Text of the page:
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Religious music:
Secular music:
Not Jewish in Form:
ClassicalMainstream and Jazz
Israeli Folk DancingBallet
HorahHava NagilaYemenite dance
HatikvahJerusalem of Gold
Adon OlamGeshemLekhah Dodi
Ma'oz TzurYedid NefeshYigdal
Music for Holidays
Music of the Haggadah
Ma NishtanaDayenuAdir Hu
Chad GadyaEchad Mi Yodea
Music of Hanukkah
BlessingsOh ChanukahDreidel Song
Al HanisimMi Y'malelNer Li

Zemirot (Hebrew: זמירות‎) (singular: zemer) are Jewish hymns, usually sung in the Hebrew or Aramaic languages, but sometimes also in Yiddish or Ladino. The best known zemirot are those sung around the table during Shabbat and Jewish holidays. Some of the Sabbath zemirot are specific to certain times of the day, such those sung for the Friday evening meal, the Saturday noon meal, and the third Sabbath meal just before sundown on Saturday afternoon. In some editions of the Jewish prayerbook (siddur), the words to these hymns are printed after the opening prayer (kiddush) for each meal. Other zemirot are more generic and can be sung at any meal or other sacred occasion.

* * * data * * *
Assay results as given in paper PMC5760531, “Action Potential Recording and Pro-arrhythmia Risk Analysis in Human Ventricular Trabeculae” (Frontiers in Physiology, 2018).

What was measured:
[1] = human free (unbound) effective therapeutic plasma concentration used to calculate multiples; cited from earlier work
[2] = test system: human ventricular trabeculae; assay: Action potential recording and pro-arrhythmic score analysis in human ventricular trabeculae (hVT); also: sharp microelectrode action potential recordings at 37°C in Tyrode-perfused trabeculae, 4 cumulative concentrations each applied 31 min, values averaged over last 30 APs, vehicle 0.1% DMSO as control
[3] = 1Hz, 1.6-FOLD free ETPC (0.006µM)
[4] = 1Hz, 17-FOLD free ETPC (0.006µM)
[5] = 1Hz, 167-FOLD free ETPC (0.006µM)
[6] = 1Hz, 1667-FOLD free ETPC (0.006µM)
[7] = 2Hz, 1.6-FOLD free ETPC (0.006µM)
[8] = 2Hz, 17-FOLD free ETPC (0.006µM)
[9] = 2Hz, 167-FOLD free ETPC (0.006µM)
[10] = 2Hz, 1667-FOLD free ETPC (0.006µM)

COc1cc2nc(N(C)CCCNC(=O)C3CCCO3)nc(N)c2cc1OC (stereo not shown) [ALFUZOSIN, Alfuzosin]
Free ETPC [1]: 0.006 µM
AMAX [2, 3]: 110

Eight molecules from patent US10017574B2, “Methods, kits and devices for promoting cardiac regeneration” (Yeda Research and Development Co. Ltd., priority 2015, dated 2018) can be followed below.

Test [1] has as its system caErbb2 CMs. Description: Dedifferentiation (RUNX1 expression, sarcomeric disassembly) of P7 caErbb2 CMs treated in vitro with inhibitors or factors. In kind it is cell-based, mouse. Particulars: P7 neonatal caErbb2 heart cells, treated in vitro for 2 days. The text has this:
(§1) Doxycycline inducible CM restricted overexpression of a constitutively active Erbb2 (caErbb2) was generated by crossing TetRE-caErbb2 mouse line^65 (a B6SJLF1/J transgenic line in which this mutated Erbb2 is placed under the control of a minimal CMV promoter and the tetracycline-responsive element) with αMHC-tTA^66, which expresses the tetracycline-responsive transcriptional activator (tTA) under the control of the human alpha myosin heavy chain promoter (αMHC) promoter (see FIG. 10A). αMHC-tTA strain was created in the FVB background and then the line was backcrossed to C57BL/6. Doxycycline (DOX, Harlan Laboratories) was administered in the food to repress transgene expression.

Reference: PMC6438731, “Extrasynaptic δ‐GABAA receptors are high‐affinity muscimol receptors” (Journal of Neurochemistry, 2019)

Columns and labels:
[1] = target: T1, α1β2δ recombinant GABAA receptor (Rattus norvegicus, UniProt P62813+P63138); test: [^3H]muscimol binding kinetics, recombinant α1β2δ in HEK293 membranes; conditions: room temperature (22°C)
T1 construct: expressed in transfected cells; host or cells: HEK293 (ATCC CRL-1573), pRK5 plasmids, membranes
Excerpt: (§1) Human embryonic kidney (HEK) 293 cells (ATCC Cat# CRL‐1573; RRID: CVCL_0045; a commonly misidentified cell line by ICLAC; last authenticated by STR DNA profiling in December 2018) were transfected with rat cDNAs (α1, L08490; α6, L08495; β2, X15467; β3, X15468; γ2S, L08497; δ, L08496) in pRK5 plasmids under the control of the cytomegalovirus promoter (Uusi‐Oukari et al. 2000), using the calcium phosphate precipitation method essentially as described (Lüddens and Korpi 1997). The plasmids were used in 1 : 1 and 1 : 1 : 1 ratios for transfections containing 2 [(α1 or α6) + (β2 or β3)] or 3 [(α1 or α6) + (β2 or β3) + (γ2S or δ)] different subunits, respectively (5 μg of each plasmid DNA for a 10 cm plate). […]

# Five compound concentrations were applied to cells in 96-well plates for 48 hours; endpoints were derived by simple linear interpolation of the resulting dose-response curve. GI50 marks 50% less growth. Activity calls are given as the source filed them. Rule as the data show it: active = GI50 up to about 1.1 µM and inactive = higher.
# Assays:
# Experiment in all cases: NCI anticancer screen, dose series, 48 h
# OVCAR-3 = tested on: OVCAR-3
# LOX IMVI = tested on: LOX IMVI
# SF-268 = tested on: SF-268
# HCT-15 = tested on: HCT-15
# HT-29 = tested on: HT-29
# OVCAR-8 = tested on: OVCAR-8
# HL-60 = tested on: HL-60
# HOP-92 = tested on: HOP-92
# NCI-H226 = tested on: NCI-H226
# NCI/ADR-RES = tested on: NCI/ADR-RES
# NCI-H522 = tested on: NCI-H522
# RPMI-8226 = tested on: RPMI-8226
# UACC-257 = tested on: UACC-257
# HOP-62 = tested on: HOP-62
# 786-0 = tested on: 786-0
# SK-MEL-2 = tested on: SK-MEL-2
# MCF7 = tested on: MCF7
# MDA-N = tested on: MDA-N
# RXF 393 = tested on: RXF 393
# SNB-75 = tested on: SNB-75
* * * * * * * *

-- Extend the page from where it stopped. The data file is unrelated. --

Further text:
The words to many zemirot are taken from poems written by various rabbis and sages during the Middle Ages. Others are anonymous folk songs that have been passed down from generation to generation. The words generally focus on the themes of the Sabbath or the specific holiday being celebrated.

The melodies vary greatly from one Jewish community to another, as local tunes and styles of music are adapted to the same liturgical poems. One famous hymn, Adon Olam, (Ruler of the Universe) has been set to literally hundreds of different tunes. Jews of different backgrounds enjoy sharing the various versions when they meet around the Sabbath table. New tunes continue to be written today for the same ancient lyrics. It is now rare, however, for new zemer-type lyrics to be written.

The term zemirot is used by Spanish and Portuguese Jews to refer to the sequence of psalms in the morning service, known to other communities as pesuke de-zimrah.

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